Step 1 of the 12 Steps of Alcoholics Anonymous is “We admitted we were powerless over alcohol – that our lives had become unmanageable”.
One could say that I took this step on a daily basis for the last ten years of my drinking. I knew that I could not stop drinking once I started and I also knew that my life was unmanageable in many ways. If I was taking this step every day for so long, then why did I continue to drink and live an out of control life?
The first half of this step – admitting powerlessness over alcohol – was merely a self perception but my actions were not aligned with this thought. If I truly knew that I was powerless over alcohol, then it makes no sense that hundreds of times I went out to ‘just have a few’. I always failed at this. It would be the same thing if every day I went out in the front yard and tried to push over a large oak tree. If I truly knew I could not uproot the tree, why would I keep trying to push it over? Somewhere deep inside me, I continued for years to believe that I could control my drinking on my own. In my mind, one day I was eventually going to drop that oak tree to the ground.
I tried all sorts of things to control my drinking. If I only would just drink on weekends, I would be just fine. If I only did not get behind the wheel after drinking, everything would be all right. If I only could go to the bars and be home by midnight, it wouldn’t be so bad. If I only…. All of these things failed. Until I quit trying to quit on my own and decided to seek help outside of myself had I truly taken the first half of Step One of Alcoholics Anonymous. AA is a program of action, not of idle thoughts.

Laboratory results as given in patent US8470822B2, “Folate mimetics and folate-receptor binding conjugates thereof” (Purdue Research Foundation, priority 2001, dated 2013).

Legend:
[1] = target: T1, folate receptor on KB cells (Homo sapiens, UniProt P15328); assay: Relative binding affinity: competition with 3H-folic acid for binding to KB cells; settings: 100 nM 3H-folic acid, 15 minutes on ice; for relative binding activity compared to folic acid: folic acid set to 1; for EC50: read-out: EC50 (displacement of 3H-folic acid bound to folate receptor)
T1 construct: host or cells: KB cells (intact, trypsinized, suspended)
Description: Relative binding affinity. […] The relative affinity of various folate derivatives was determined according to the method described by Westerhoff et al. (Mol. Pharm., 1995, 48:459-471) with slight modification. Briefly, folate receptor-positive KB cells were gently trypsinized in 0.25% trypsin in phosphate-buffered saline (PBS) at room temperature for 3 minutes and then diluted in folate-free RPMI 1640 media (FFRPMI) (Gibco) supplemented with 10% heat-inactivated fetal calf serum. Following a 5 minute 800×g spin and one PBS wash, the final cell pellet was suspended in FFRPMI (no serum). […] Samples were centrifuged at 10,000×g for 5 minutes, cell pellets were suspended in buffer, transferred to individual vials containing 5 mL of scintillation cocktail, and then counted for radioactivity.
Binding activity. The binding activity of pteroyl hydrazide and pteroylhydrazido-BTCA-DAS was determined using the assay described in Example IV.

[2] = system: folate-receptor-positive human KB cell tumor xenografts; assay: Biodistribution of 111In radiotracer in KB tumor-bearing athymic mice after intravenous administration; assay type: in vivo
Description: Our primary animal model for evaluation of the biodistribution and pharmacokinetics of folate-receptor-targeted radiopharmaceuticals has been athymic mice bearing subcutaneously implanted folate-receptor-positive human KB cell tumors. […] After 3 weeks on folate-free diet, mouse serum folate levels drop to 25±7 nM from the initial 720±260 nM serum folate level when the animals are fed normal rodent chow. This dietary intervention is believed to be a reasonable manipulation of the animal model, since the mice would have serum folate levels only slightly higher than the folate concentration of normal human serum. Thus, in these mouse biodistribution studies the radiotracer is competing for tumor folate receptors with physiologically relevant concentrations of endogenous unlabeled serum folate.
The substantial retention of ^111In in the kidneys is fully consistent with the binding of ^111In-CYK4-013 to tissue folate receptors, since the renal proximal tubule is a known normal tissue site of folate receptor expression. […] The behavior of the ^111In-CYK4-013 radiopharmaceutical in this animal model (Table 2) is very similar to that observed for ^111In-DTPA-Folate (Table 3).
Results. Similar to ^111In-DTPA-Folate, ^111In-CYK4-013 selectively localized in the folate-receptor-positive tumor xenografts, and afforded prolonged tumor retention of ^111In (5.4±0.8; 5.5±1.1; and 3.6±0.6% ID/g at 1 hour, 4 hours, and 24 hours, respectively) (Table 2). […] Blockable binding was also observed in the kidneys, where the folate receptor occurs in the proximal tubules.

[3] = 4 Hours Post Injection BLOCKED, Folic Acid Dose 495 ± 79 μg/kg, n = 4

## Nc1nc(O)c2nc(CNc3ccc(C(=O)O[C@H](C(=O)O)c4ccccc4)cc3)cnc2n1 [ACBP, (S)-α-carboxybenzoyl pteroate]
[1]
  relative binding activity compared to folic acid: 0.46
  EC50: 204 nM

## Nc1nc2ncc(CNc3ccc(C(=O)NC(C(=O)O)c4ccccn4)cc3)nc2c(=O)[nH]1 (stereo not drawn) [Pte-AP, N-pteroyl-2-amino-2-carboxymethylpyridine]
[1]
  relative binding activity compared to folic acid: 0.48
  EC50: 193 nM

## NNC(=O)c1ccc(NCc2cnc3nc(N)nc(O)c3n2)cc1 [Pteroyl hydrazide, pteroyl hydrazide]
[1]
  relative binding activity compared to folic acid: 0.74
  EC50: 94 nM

The second half of this step – that my life had become unmanageable – was quite clear to me and anyone that knew me well. I was constantly in legal trouble related to my drinking. I never held a job for longer than a year. I kept my family at arms length because I did not want them to know the extent of my drinking. I lived a lifestyle that was very dangerous in many ways. Even though I usually made pretty decent money, I always lived paycheck to paycheck.
Once again, even though I was quite aware that my life was unmanageable I took no action to remedy the situation. I kept trying to do things my way and continued to make the same mistakes over and over. Until I was willing to listen to someone else, my life would remain unmanageable.
At first glance the First Step of Alcoholics Anonymous may not appear to be actionable step; but it had to be for me. I not only had to admit these two things to myself, I had to admit them to someone else and reach out for help. I had to surrender the fight and trust in someone else for the first time. That was the part that took me a decade to learn.